Gin: a juniper spirit of botanicals, varied aromatics and oh-so-many mysteries. The gin resurgence has lasted over a decade now, with new local distilleries joining the larger, more established gin maestros — and libation aficionados everywhere, just can't seem to get enough of the stuff.
But with all those G&Ts and Negronis you've been chasing around town, how much do you really know about gin? Well, we've teamed up with Tanqueray No. TEN to expand your horizon with five fun facts about gin that you (probably) didn't know.
GIN IS CONSIDERED ESSENTIAL IN MODERN VERSIONS OF CLASSIC COCKTAILS
From the reinvigorated Negroni to the new Tom Collins and the many versions of fizzes and slings, few spirits can match gin for mixing attributes. Let's not forget about the Martini, which classically consists of gin, dry vermouth and optional bitters, with a cheeky olive if you're so inclined. Thank the Mad Men era of Martini lunches and that roguish chap James Bond for this modern menu mainstay. But although Mr Bond favours a vodka base, Martini purists often argue that gin is the way to start this highly elegant classic, using something truly classic like the iconic Tanqueray No. TEN. Importantly, unlike 007's preference, many bartenders believe in a stirred Martini, as some consider shaking overly dilutes the gin.
THE PHILIPPINES DRINKS THE MOST GIN IN THE WORLD
Russia drinks the most vodka in the world and the US/Mexico drink the most tequila, but neither of these fun facts are at all surprising. What doesn't seem as obvious, though, is that the Philippines drinks by far the most gin — and when we say by far, we mean over 22 million cases of the stuff a year, accounting for 43 per cent of the global gin market. Much of this popularity is due to the long-standing presence of Ginebra San Miguel, a company that also makes the region's most popular beer and was established in 1834. Locals even have a term for these gin-drinking sessions: ginuman, literally translated as 'gin drinking time'.
THE G&T ORIGINATED IN INDIA
This classic bar drink was actually created in 19th century India as a combatant for malaria. The 'Indian Tonic Water', as called by the army of the British East India Company, contained high levels of quinine, which was said to prevent and treat the disease. Quinine provides the bitter flavour in today's tonic, but is completely undrinkable on its own. Since the British soldiers were already given a regular gin ration, they took to adding it to the quinine tonic, along with a mixture of water, sugar and lime, sprucing the drink up a little. It turns out quinine does not actually prevent malaria (what? no!) and so is a minor, non-curing — albeit highly effective — component in the modern G&T.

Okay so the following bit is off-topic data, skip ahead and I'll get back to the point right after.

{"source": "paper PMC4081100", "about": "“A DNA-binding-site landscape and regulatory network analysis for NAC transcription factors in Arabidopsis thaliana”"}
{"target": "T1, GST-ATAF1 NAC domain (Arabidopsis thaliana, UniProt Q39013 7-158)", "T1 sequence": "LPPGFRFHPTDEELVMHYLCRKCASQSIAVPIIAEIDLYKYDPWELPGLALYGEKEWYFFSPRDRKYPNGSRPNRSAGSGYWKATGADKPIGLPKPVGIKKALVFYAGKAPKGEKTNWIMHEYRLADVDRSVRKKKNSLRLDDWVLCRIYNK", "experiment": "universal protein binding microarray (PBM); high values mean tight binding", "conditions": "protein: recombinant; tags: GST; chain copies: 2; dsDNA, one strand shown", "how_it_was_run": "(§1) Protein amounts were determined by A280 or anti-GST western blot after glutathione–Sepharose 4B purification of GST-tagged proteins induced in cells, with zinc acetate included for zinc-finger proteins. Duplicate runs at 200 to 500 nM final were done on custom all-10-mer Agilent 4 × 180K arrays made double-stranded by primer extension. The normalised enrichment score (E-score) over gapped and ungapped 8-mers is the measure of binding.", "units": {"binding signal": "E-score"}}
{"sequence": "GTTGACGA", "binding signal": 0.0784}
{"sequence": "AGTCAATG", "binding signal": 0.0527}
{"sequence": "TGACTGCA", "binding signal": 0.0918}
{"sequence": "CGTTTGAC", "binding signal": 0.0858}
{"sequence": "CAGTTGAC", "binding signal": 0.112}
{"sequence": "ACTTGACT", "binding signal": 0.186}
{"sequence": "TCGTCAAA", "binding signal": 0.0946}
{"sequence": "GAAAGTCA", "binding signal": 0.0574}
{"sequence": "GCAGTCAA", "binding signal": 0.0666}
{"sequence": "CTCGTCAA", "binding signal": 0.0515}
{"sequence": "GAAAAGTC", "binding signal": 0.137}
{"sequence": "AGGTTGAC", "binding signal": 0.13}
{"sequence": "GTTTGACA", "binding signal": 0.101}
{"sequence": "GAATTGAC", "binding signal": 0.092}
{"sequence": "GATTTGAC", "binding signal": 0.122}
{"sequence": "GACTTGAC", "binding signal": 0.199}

GIN HAS HISTORICALLY BEEN USED FOR MEDICINAL PURPOSES
Apart from the G&Ts original medicinal purpose, gin itself has been used medicinally since the 13th century. This is primarily due to the presence of juniper, the main and necessary botanical in all gins. Juniper is good for you — it's a natural antibacterial, antiviral, diuretic and antiseptic. That being said, historically gin's uses weren't always the most medically sound — the Bubonic plague was considered to be spread by nothing more than bad odour, so laymen started eating, drinking and bathing in the stuff. The Royal Navy mixed gin with lime cordial to stop scurvy. If we'retalking morningafter a party, gin and tomato juice was the number one option in 1928 NYC, years before the Bloody Mary came on the scene. And that is medicine.
THERE IS A LOT OF LITERATURE DEDICATED TO GIN DRINKS
Gin, in all its wonder and cures, has compelled many a comment over the centuries, some of which distiller and contemporary author Jared Brown happily compiled a list of. Writer E. B. White called the Martini "the elixir of quietude", while journalist H. L. Mencken said it's "the only American invention as perfect as the sonnet". In 1823, one Londoner published a 149-line poem in a newspaper praising said virtuous gin, while Winston Churchill's own love affair with gin is well documented. He's quoted as saying, "I would like to observe the vermouth from across the room while I drink my Martini."